Numerical Constraints on a Potential Embedded Exomoon in the J1407b Exoring

By Felicity Levett // 

Warning. The following is brutally honest.

Firstly, how do I think my UROS went? Pretty bad. However, I learned a lot! A lot about my own skills and attributes. A lot about planet J1407b. And a lot about the horrors of using C++.

Let me start with what I actually had to do. The project was called ‘Numerical Modelling of the Exoring System Around the Exoplanet J1407b.’ Planet J1407b can be found near the Centaurus constellation, approximately 433 light years away. That is 4.10×1018 metres, which is an unfathomable number. The planet’s “funky name” is an exoplanet, meaning it orbits another star other than our own. Like our planet, it is theorized that J1407b has a moon. Only this moon carves its way through a ring system, 200 times larger than Saturn’s!

As this moon whips around the planet, it creates a gap width. Using this gap width, I was then able to create a program on C++ which determined the mass of the moon needed to create this. Out of my three tasks, this was the one that cause the least tears…

Following this, I created a plot of gap width against the mass of the moon. To summarise, as expected, the larger the moon, the larger the gap in the exoring it creates. One of the problems with creating a graph on C++ is that the scaling can be a bit too large. This means that when looking at the graph, you can see a general trend, but not individual values accurately. So, although C++ is great for quickly doing repetitive calculations, graphs are not its strong point… Although, it could be my skills still needing improvement!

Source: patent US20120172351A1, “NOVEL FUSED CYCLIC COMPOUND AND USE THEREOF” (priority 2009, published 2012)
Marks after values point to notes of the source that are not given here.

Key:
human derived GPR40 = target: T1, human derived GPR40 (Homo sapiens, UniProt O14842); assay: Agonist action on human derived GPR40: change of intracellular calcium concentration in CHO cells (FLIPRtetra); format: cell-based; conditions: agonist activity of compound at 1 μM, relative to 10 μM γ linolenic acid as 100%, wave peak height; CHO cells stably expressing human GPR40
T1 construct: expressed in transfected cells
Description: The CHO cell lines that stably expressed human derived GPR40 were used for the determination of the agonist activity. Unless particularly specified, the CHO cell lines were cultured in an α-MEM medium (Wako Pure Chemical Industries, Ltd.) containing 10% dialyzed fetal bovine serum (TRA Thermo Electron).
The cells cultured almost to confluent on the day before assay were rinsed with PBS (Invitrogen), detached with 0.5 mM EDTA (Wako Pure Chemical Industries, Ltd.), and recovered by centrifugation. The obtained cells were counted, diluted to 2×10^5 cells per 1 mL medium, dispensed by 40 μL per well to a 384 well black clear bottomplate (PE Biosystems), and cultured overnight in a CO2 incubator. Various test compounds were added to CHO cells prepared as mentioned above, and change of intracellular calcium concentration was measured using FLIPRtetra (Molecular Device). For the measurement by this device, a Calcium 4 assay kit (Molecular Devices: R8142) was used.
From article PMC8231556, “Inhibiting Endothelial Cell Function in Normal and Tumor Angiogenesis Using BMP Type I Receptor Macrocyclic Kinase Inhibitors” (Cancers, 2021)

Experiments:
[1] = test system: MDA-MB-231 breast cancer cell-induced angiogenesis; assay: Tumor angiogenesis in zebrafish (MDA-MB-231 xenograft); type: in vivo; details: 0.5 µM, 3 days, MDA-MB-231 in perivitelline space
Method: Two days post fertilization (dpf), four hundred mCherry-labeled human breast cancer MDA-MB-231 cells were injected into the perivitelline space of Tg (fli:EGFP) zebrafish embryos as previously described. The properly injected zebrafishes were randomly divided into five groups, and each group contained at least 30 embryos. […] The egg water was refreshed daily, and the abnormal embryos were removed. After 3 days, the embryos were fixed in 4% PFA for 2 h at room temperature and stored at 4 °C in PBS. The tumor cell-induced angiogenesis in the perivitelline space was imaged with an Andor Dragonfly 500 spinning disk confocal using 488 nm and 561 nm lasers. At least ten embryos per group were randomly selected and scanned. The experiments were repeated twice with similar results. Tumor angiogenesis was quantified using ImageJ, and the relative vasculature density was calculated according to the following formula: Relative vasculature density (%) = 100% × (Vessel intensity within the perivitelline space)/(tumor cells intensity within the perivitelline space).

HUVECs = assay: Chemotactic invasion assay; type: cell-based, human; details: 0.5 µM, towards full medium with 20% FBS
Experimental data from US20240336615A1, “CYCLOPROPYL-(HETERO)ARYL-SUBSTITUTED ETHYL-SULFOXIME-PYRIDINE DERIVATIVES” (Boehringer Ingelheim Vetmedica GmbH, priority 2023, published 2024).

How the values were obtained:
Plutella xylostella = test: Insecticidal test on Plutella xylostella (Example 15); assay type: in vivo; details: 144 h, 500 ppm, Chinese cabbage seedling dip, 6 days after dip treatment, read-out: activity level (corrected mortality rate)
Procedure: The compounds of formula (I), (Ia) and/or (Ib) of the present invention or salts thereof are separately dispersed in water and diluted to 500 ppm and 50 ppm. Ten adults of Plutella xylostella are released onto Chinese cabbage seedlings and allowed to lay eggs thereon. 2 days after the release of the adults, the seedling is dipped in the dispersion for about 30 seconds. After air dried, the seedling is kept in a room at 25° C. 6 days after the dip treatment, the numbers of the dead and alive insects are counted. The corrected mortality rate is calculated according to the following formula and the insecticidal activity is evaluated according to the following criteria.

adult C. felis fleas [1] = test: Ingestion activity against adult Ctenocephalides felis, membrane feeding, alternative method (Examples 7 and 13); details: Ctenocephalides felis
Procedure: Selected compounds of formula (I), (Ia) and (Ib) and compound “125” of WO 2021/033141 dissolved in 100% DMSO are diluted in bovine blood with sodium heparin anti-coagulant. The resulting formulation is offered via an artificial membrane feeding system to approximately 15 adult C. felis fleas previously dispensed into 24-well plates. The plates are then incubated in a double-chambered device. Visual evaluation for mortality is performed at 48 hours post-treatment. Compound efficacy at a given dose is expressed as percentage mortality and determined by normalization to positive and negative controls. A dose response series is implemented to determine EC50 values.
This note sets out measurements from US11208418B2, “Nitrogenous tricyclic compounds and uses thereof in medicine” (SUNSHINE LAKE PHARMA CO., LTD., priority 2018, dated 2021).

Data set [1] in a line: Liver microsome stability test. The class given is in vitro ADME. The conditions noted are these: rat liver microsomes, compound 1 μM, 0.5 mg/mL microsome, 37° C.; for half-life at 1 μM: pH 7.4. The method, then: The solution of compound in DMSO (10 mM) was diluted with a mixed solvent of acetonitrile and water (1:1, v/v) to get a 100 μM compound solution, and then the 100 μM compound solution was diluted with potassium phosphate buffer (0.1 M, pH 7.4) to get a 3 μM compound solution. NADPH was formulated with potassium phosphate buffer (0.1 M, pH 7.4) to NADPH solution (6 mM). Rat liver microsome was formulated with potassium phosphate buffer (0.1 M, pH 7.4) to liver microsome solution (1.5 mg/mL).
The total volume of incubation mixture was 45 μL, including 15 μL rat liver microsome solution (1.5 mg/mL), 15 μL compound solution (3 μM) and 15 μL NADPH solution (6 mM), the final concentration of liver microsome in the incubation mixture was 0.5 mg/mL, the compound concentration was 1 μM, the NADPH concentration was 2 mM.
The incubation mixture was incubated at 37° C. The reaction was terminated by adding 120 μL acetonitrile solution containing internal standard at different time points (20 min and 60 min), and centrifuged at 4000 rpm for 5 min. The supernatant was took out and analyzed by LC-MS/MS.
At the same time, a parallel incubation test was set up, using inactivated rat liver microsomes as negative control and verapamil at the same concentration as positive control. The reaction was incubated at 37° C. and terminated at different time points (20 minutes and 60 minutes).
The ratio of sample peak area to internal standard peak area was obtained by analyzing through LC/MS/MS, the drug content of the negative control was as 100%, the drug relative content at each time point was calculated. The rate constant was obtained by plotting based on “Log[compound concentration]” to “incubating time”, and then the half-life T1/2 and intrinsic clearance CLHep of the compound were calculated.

The final task was to create another graph of the orbital period of the moon at 0.4AU away from the planet, with respect to the mass of the J1407b. This ensures that the approximation for the size of the planet is correct. The graph created was as to be expected, however rather than being linear, it appeared as a more inversely proportional logarithmic curve.  On the other hand, this shaped curve could be a result of a scale, not suitable for the data.

Though the graphs were not as colourful and snazzy in comparison to if they had been created on Maple or Matlab, I was still immensely proud when I successfully received an output from programs. C++ is an important language to learn in relation to coding. Computational work is a key skill to learn and improve on if considering working within any industry, after completing a degree in Physics. Moreover, in my course, a lot of the work is computationally based. This project allowed me to exercise the skills I learnt from the course of my second year and strengthen them ready for my final year.

So, did I find UROS helpful? Yes. Yes I did.

*To view Felicity’s project poster, please click on the thumbnail below: